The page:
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I never really learned the concept of selling.  I sold my 50's 773 and Madison cars (not because I wanted to), my 65 Mustang and my 69 Riviera.  However I still have my 33 Ford 3 window coupe I bought when I was 14 for $75 sixty four years ago.  Fortunately or unfortunately I own and live in a three story building with 7000 feet on each floor.  A tenant occupies the first floor so I live for free. Therefore I have plenty of room for my trains, my cameras and some of the other things I like and collect.  My message to my kids is that I enjoy my trains and other things.  If they don't want to deal with my stuff, just lock the door and don't worry about it.

I am pretty sure I will keep buying.  and, I have plenty of room for box storage.

"Spoiler alert" <tongue-in-cheek-funny-coming up next>

Boy Have I! It hit me last week when a box from a kind member from this group arrived on the door step like a cute stay puppy. I just thought, "Wow, that makes three Steam engines.. 2025, 675, 2025. What The Heck Am I Doing, I am out of control". But I love it,

As a kid my first job was at a gas station. I lucked out in that the owner taught me to look, listen, smell, feel, love cars. We bought and fixed and sold corvettes. I was lucky. My kids have the knack. I am still lucky. I have only sold one "Virginian Gondola" Beautiful, wrong size, and an old diesel which I want back. Overwhelmed? nah, Did I do it backwards, bought trains without a layout? nah, ya'll have shown me that if you are enjoying it... its not wrong.

And, I do love a great looking engine. Oh and Reefer. Oh and Caboose. Oh and Gondola. Oh and... <salute>

It depends on my frame of mind.  There are those days when I come to grips with the fact that I am headed down the home stretch and I realize my wife and/or children will have to "liquidate" all this stuff and I feel motivated to start thinning things out.   Then there are days I say the heck with it because I am still having fun running all these trains so I'm holding on to them until the bitter end.  I still have in my possession every single train item I have ever purchased.  I love 'em all and can't bear to part with them.  I still get a huge kick out of running a different engine and rolling stock every day.  Diversity is the spice of life.   So today the collection stays intact.  Tomorrow; well we will see.

Boy, does this topic touch a nerve!

I live in California so no basement. I have a 4x8’  layout squeezed in our extra bedroom.

I have stuff stored away from when we moved out here from Ohio eleven years ago that I have never touched since.

I have sold tons of stuff over the years - Ebay - which my wife is active on. She nags me constantly about selling my trains. She is right, of course, but still...

I have a rather complete PW collection if you count original and remakes. I’d hate to part with this childhood memory stuff. Recently, I have been on a scale rolling stock kick, so now I have a large bunch of that. Neat looking pieces!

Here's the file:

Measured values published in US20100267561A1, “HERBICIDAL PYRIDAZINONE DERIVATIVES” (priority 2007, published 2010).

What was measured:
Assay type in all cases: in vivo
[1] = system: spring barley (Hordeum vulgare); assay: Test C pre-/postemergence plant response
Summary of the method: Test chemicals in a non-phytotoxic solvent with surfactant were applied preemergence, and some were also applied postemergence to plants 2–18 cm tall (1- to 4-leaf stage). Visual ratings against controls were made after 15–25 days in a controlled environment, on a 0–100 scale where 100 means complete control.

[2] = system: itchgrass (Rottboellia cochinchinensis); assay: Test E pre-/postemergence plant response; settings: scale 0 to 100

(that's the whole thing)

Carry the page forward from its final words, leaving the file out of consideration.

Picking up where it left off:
I sell off things I just “had to have” but never used to make room for new stuff I “have to have” but probably won't use, either. I dunno. One thing I am determined to do is buy only a few roadnames from now on. Northwestern lines.

I dump rolling stock boxes for the most part nowadays but keep engine boxes. Box storage is a terrible problem. I keep all my trains in plastic tubs with content listed on paper taped to the sides which is helpful. Necessary, actually.

I share a storage locker with my son which has been a lifesaver - keep the big set boxes over there. My garage shelves are packed with boxes as well.

And as bad as it is, it used to be worse storage-wise. Now it is at least static because I have no choice. One comes in, one must go out.

At least Lionel is helping me out by making things I either can’t afford or am not interested in. I’m getting two boxcars from their newest catalog.

Now I just have to figure out two cars to sell to make room.

Cursed by an abundance of riches. Truly.

About 10 years ago my son took this photo for a school project he was doing about people immersed in their passion! He framed it and gave it to me. I’ve acquired a lot more since this and now have a hard time looking at the picture. I recently started selling a bunch of stuff to begin downsizing, but I still can’t totally stop acquiring new stuff!8B341622-F548-4E80-9372-F5808BB07FCA

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Last edited by NYC Z-MAN

Soooo, I am gifting my brother an oval and a consist for the tree. Looking for a transformer for the small set. Will this work?  O Scale Rail King MTH Z750 Transformer/controller

oh, THEN i Saw a couple of SWEEET Cattle Cars, Greeen, Nice printing, wooden, POOF, and I guess they will arrive to be an addition to my collection..Hi, My Name is MIGGY and I am having fun today. not overwhelmed today, tomorrow looking to be O.K. too

Now, where are those transformers --->>?

Last edited by Miggy

Sometimes...maybe...but less so as time goes by.

My wife is so much into this hobby now and has become so savvy in being able to properly evaluate, describe, research and be knowledgable about realistic current values and buying/selling items...locomotives, rolling stock, accessories, sundries and miscellany, etc., etc., that all is well.  And that's just WRT my own stuff.

Besides, after 22+ years of marriage, countless train shows we both have wandered, multiple York meets, a good eye for spotting deals and the honing of a great haggle, SHE's proudly acquired a fair portion of that 'collection' in the basement per her own interests, on shelves throughout the house, treasures on the layout, etc.